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September 2013

Combating of scorpion bite with Pakistani medicinal plants having ethno-botanical evidences as antidote.

Acta Pol Pharm 2013 May-Jun;70(3):387-94

Department of Pharmacy, COMSATS Institute of Information and Technology, Abbottabad 22060, Pakistan.

Although the majority of serious cases in the world are concerned with snake bite envenomation, but those which are caused by scorpion stings are also famous for causing extreme pain. The present view is an attempt to enlist scientifically ignored medicinal plants of Pakistan exhibiting anti-scorpion venom activity. In this review data of 35 medicinal plants is collected with their families, parts used, distribution in Pakistan, and major constituents present in plant. Read More

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Venom proteomic characterization and relative antivenom neutralization of two medically important Pakistani elapid snakes (Bungarus sindanus and Naja naja).

J Proteomics 2013 Aug 25;89:15-23. Epub 2013 May 25.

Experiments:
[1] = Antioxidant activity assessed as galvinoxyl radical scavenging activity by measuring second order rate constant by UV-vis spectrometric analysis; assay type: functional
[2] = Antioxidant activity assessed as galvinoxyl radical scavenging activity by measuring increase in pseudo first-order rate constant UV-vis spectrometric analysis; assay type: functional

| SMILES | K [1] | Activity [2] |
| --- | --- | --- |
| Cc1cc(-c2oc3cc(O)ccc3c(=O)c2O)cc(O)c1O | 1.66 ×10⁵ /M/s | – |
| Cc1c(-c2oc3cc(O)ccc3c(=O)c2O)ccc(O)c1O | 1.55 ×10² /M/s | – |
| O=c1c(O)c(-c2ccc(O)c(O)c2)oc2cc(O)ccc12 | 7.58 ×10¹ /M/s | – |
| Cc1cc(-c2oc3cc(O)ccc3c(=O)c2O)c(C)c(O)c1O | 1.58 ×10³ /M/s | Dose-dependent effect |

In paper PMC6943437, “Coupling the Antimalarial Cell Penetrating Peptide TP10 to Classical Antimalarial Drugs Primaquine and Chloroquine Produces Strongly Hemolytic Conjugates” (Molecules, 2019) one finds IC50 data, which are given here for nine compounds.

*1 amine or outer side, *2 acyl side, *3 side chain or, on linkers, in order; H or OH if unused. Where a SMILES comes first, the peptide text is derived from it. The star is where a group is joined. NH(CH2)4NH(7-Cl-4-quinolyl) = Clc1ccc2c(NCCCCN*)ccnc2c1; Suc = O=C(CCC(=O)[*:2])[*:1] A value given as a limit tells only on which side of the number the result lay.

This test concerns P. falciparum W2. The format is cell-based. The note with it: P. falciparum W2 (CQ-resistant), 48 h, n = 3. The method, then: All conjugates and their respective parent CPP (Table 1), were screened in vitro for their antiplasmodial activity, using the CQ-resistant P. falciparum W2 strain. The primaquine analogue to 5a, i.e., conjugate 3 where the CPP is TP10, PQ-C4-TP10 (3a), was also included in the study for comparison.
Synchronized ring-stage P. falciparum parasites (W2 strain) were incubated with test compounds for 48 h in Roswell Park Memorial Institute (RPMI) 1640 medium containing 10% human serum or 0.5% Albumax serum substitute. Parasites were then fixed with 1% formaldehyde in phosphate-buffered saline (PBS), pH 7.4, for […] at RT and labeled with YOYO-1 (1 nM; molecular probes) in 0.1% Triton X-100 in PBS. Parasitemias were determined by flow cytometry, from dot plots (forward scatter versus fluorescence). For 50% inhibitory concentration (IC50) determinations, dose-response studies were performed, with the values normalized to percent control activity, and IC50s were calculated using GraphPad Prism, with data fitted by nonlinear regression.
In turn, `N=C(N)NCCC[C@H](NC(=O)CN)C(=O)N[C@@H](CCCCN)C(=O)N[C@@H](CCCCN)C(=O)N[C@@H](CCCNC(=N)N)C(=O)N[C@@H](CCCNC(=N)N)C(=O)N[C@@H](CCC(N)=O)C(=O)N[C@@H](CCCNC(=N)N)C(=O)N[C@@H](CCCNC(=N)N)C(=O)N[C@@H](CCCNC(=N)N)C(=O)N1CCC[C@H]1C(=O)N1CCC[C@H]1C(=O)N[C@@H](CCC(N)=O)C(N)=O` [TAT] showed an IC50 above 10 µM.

Venom Evolution Lab, School of Biological Sciences, University of Queensland, St. Lucia, Qld 4072, Australia.

Unlabelled: Intra- and interspecific variation in venom composition has been shown to have a major effect upon the efficacy of antivenoms. Due to the absence of domestically produced antivenoms, Pakistan is wholly reliant upon antivenoms produced in other countries, such as India. However, the efficacy of these antivenoms in neutralising the venoms of Pakistani snakes has not been ascertained. Read More

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Self-association and active enzyme forms of Naja naja naja and Crotalus atrox phospholipase A2 studied by analytical ultracentrifugation.

Biochemistry 1986 Dec;25(24):8024-33

The dimerization of phospholipase A2 (PLPA2) from Naja naja naja (Pakistani cobra) and Crotalus atrox (Western Diamondback rattlesnake) has been studied from pH 2.5 to 11 at 20 degrees C in 1 mM CaCl2, 0.21 M ionic strength. Read More

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December 1986